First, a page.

News and Events
Hello friends,The past 24 hours have marked a turning point in how the country is responding to the risks associated with the COVID 19 virus. We have decided to cancel all Estuary Partnership events and close our offices beginning tomorrow March 14 through Sunday March 29. We are asking ourselves to minimize our social interactions (in addition to normal strict hygiene protocols). This seems to be the best course of action recommended by the CDC.We are evaluating things as they arise, and will keep you updated.
The biennial Columbia River Estuary Conference, scheduled for April 28-30, 2020, has been postponed until April 2021 due to the coronavirus outbreak. We value the health and safety of our community and will work to make an even better conference next year. Stay tuned for specific dates as we get closer!
The new year is here, but the old year is not forgotten. Here are a handful of our highlights from 2019:
We have a lot of trees to plant, and we need a lot of folks to help us plant them! We're currently in the middle of updating our website and the events will be on the front page soon, but right now you can find all the dates and links to sign up on our Volunteer Page!
Our annual snapshot of highlights from the 2018-19 year is complete. Take a look!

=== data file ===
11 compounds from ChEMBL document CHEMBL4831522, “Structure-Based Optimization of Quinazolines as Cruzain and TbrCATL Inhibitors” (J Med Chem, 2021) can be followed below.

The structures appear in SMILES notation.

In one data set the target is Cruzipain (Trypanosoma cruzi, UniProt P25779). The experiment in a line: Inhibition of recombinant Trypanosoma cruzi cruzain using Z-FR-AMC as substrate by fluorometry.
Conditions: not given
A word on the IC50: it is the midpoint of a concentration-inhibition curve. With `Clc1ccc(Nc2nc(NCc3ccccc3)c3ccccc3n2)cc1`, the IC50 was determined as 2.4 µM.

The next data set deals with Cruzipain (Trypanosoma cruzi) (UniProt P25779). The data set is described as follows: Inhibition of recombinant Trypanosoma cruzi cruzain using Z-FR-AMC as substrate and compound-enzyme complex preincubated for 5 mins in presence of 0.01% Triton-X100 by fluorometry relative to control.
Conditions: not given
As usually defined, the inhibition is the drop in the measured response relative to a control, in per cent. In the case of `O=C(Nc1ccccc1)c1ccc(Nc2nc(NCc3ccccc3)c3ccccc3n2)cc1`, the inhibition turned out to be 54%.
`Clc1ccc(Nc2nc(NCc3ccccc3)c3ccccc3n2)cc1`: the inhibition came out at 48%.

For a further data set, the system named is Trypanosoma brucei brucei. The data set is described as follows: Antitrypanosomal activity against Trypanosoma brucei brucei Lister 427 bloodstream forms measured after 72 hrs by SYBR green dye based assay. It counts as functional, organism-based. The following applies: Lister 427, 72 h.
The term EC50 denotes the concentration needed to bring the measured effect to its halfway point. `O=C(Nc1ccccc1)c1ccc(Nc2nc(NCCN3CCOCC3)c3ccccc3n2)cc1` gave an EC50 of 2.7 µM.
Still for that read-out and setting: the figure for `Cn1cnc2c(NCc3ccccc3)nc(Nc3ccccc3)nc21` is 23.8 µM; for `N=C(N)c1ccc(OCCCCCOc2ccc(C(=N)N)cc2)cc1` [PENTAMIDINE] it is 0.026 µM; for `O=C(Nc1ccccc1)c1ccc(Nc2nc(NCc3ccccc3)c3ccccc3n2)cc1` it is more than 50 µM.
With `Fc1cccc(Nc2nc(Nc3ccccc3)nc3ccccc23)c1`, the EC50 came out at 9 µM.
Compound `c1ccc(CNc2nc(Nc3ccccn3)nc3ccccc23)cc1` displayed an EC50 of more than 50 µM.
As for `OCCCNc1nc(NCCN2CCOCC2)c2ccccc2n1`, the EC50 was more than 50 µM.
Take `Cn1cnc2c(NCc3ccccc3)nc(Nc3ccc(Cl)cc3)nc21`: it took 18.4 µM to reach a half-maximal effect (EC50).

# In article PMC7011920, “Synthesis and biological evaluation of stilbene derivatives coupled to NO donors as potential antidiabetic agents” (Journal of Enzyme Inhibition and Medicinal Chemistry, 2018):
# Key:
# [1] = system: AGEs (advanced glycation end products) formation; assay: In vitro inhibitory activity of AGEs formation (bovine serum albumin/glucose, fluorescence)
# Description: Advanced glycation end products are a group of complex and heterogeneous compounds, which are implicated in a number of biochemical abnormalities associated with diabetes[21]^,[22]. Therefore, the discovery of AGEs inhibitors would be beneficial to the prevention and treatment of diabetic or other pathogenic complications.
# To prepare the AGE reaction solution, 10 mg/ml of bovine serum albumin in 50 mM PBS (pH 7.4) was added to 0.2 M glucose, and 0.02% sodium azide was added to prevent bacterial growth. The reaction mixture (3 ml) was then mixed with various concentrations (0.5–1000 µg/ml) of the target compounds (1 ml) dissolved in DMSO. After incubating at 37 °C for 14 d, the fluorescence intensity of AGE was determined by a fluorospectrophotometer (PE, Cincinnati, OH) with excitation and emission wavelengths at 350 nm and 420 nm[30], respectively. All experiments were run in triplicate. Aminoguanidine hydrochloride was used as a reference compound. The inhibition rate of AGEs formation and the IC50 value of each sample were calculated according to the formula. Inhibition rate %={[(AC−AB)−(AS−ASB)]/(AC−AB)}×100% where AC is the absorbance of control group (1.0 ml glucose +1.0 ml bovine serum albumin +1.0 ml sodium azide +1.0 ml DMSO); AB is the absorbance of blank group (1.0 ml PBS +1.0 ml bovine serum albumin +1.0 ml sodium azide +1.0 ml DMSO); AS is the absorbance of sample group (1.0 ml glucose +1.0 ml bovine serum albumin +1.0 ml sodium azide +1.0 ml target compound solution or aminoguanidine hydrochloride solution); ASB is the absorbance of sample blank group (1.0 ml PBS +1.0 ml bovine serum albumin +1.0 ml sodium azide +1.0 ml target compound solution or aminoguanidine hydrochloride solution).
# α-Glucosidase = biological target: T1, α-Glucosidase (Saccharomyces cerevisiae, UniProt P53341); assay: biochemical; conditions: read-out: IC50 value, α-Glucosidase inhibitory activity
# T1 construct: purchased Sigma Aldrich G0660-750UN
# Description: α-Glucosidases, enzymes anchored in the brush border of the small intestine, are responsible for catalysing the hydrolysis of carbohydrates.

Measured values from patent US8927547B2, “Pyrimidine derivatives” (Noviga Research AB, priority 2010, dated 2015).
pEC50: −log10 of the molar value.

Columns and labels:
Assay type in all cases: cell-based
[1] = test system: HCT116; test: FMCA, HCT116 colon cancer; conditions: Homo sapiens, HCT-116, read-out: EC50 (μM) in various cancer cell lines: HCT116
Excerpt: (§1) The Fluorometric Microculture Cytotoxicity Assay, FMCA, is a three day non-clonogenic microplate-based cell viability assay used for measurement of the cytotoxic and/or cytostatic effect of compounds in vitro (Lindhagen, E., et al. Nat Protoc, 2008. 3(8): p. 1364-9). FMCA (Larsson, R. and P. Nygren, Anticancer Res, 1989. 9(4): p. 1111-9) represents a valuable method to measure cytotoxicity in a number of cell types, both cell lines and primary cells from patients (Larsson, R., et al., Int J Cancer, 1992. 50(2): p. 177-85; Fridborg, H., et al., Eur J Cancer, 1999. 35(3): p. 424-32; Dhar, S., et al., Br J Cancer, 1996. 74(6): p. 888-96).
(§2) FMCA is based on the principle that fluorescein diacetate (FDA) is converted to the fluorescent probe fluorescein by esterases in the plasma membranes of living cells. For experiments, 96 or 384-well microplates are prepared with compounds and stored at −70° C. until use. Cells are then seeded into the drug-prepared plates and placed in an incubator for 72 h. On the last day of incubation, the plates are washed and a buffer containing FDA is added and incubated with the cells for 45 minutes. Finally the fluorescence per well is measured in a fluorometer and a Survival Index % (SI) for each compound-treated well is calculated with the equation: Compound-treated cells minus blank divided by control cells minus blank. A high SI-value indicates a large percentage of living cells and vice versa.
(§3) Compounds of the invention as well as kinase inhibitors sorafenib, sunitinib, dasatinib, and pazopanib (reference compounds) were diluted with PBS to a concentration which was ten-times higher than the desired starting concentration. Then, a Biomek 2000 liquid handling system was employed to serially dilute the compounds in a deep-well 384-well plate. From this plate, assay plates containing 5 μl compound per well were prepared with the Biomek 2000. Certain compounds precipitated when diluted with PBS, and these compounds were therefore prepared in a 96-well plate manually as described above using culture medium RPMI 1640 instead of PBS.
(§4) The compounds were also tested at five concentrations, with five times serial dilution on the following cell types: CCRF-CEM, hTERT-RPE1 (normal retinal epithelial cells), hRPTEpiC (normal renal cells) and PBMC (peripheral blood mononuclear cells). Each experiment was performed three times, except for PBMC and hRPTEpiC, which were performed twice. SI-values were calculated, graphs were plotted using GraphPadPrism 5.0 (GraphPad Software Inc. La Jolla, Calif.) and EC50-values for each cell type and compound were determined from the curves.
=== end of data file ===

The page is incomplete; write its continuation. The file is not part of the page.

by Tiffany Thio & Sarah KiddIn August, our monitoring team spent over 100 hours in the wetlands of the Columbia River estuary, collecting important ecology data for salmonid habitat restoration and conservation.Every year, we gather data to help us understand the habitats and ecology of the Columbia River estuary. We track a variety of sites and information to understand how habitat is changing in response to conditions like climate change, and how restoration project sites are recovering.
September 9 through 11, Estuary Partnership staff and folks from Diversified Marine worked to clean up a stretch of Multnomah Channel and the Sauvie Island shoreline. View a photo story of the clean up.
Our most recent Science to Policy Summit took place on June 21, 2019, and covered reducing plastics and their impact on the Columbia River. We summarized key points discussed by our panel and attendees into an immersive storymap full of extra resources.View the storymap summary here.
2019 continues to be a big year for the Steigerwald Floodplain Restoration Project. We finished project design, and Bonneville Power Administration recently awarded the remaining funds required to construct the project!
We've been fortunate to have the help from our seasonal staff over the summer. Field techs Sneha Roa (left) and Tiffany Thio (right) have been busy in the field collecting data for our monitoring program—plus a few other duties. On the day pictured, they were building an electric fence to keep cattle out of one of our monitoring plots near Ridgefield National Widlife Refuge.